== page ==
The Internet of Things (IoT) concept is getting a lot of exposure these days but it’s hardly a new one. In fact the Informer was surprised to discover the term was coined back in 1999 and that the first such device was created in 1990 by an MIT graduate when he found a way to switch on his toaster over the internet.
So began a quarter of a century of gratuitously sticking processors and modems into previously ‘dumb’ devices that had been quite happily getting on with their single functions such as cleaning things or changing their temperature.
The year after IoT was coined Korean electronics giant LG got the ball rolling with the first internet fridge, which had two 15-inch screens on it and cost nearly six grand. While it presumably sold very few, the cliché genie was out of the bottle and the Internet Digital DIOS Refrigerator has been emblematic of IoT ever since.
Given that 2000 was the height of the dotcom speculative bubble, when the value of mundane things went through the roof as soon as they were presented online, LG can be forgiven its optimistic exuberance. It’s hard to imagine, 15 years down the line, quite how limitless the possibilities of the internet must have seemed. Merely by launching a website you suddenly had access to the entire world.
In practice, as any online writer will confirm, just because the whole world can access your stuff it doesn’t mean they will. And the thing about can’t miss business opportunities is that they tend to be quite popular, so while you can sell to the whole world you also compete with it.
In spite of the harsh lessons of the dotcom bubble there seems to be a not dissimilar land-grab going on around IoT right now, with the likes of Apple, Samsung, Huawei and, this week, Google all trying to position themselves at the centre of this Next Big Thing.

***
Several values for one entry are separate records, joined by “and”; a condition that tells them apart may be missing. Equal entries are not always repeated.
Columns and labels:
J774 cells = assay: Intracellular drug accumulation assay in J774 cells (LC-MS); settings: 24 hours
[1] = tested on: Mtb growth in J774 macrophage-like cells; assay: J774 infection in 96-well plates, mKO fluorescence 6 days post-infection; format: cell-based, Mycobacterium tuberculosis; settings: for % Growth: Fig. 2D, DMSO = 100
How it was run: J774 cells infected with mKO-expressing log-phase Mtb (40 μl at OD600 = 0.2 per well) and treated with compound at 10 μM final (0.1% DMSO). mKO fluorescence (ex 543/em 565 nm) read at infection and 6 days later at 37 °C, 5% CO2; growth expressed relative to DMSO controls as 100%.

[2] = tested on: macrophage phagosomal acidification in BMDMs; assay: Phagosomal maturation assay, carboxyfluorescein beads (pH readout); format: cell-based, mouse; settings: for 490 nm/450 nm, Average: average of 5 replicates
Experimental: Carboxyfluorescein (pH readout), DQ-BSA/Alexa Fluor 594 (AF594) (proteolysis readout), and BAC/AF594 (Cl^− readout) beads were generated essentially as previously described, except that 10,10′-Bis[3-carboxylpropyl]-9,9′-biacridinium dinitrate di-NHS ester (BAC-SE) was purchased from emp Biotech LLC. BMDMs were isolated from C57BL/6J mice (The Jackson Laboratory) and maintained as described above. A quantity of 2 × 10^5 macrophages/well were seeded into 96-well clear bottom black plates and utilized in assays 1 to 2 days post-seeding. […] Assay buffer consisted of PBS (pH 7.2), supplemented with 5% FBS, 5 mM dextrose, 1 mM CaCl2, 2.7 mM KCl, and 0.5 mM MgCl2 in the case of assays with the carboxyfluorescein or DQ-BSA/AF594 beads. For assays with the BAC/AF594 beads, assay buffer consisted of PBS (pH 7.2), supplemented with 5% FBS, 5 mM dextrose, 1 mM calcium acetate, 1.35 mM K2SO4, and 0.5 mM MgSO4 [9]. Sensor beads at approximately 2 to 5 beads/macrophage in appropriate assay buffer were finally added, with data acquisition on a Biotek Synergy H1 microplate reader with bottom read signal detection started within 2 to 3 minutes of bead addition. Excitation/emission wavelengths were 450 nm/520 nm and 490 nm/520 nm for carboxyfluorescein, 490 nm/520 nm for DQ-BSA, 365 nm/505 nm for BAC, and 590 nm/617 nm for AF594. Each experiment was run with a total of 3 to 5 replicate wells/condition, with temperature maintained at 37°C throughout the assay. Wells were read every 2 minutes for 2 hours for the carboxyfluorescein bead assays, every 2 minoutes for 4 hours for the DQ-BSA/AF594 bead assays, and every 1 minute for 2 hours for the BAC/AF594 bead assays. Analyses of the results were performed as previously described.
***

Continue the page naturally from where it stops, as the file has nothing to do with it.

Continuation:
While evangelizing away about how great it’s going to be when everything’s connected, one Google exec at the company’s developer conference shared a utopia when, upon downloading a recipe onto your phone, your oven automatically turns itself on to the required temperature. Presumably this is just the beginning and one day a mere prod of a touchscreen will initiate a cascade of frenzied robotic activity as your household appliances spring into collective action like a scene from Fantasia, desperate to solve your every first world problem.
Like any self-respecting buzzword, IoT is nice and vague so can be used to describe almost anything. While the headlines will be dominated by self-aware consumer devices that empathetically cater to needs you didn’t even realise you had, serious business people are quietly getting on with doing clever things with sensors and big data to make their operations more efficient than ever.
The appeal of IoT to the broader tech industry lies in new ways to assault the beleaguered consumer with further opportunities to part with their hard-earned cash. Now buying a phone/tablet/PC is just the beginning because, we’re told, you need to connect them to you house, car and body. The ongoing challenge for these tech companies, however, is that we’re not all rabid control freaks, offended by chaos and randomness, and we quite like doing a few things for ourselves.
With Amazon and Google launching smart home initiatives, have the telcos missed out on their chance to cash in on this market?
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